Friday, April 22, 2011

Thought is Devout


It's Good Friday, and Earth Day. A quarter of Americans believe Barack Obama is an alien. The rate of natural disasters due to global warming has increased 400 percent. Obviously we are not doing well, afflicted, you could say.

Here is some sorely needed balm for our afflictions, some home-grown wisdom from the most eminent of American thinkers, Ralph Waldo Emerson. It's about prayer, about the ties between the seemingly disparate and divided, about redemption, and it is a discouragement to the proud who think they have all the answers. Emerson was a Platonist in that he regarded the ultimate ground of reality to be the world of ideas, and he was way ahead of his time in identifying the ways science is ultimately about faith.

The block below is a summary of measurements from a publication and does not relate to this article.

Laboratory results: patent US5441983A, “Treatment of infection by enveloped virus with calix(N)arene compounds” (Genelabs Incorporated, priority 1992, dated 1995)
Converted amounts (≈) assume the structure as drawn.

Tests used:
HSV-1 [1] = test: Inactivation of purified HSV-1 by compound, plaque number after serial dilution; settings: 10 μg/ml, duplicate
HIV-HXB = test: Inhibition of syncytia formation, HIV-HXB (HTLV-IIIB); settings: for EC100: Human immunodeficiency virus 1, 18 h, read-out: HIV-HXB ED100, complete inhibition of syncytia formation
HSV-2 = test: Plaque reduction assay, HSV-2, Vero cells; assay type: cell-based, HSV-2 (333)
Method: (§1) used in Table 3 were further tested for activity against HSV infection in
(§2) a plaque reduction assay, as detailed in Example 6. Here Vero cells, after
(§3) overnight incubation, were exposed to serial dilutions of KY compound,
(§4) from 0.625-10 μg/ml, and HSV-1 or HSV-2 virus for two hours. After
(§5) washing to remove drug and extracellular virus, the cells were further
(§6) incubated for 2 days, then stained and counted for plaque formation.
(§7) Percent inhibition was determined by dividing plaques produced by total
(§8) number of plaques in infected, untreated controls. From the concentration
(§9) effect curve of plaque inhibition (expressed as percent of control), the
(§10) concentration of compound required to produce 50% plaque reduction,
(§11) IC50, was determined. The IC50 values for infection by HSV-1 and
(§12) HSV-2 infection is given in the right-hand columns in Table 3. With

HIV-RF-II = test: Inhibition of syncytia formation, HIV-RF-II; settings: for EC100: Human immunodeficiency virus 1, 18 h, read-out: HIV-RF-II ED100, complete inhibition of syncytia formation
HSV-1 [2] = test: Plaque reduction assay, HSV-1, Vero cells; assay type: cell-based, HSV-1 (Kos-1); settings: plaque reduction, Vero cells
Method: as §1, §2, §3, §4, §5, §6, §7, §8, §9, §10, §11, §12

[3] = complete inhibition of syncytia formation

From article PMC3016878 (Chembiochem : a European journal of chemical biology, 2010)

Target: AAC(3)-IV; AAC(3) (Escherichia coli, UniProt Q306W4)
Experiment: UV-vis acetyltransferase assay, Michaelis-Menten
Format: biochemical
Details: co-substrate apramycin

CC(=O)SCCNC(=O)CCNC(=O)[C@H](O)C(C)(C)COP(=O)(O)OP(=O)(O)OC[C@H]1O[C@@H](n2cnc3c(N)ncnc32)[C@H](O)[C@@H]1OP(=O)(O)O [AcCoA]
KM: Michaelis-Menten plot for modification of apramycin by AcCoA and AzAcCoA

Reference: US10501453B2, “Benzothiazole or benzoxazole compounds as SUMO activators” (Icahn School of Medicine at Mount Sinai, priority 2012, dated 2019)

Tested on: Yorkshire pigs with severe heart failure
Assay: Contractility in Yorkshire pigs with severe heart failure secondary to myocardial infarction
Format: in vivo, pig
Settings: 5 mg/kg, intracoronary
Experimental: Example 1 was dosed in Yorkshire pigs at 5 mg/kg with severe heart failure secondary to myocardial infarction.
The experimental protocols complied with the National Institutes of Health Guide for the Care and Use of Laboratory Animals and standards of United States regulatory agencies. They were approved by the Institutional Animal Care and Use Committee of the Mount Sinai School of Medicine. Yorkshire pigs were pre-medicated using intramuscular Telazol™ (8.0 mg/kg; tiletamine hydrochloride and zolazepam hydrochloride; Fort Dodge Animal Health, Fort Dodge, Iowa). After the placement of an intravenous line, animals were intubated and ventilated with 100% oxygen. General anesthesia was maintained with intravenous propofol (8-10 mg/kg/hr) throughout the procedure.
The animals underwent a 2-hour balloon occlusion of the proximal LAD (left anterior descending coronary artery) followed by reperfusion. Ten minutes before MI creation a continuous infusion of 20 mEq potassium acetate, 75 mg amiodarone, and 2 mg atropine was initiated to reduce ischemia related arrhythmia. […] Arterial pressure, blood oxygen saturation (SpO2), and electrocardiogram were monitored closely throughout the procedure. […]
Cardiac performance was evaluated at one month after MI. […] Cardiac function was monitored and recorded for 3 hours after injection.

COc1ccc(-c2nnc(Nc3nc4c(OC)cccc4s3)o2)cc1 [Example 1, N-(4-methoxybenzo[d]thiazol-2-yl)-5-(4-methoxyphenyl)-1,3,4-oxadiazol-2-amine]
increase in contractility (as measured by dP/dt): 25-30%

"The problem of restoring to the world original and eternal beauty is solved by the redemption of the soul. The ruin or the blank that we see when we look at nature, is in our own eye. The axis of vision is not coincident with the axis of things, and so they appear not transparent but opaque. The reason why the world lacks unity and lies broken and in heaps, is because man is disunited with himself. He cannot be a naturalist until he satisfies all the demands of the spirit. Love is as much its demand as perception. Indeed, neither can be perfect without the other. In the uttermost meaning of the words, thought is devout, and devotion is thought. Deep calls unto deep. But in actual life, the marriage is not celebrated. There are innocent men who worship God after the tradition of their fathers, but their sense of duty has not yet extended to the use of all their faculties. And there are patient naturalists, but they freeze their subject under the wintry light of their understanding. Is not prayer also a study of truth - a sally of the soul into the unfound infinite?"
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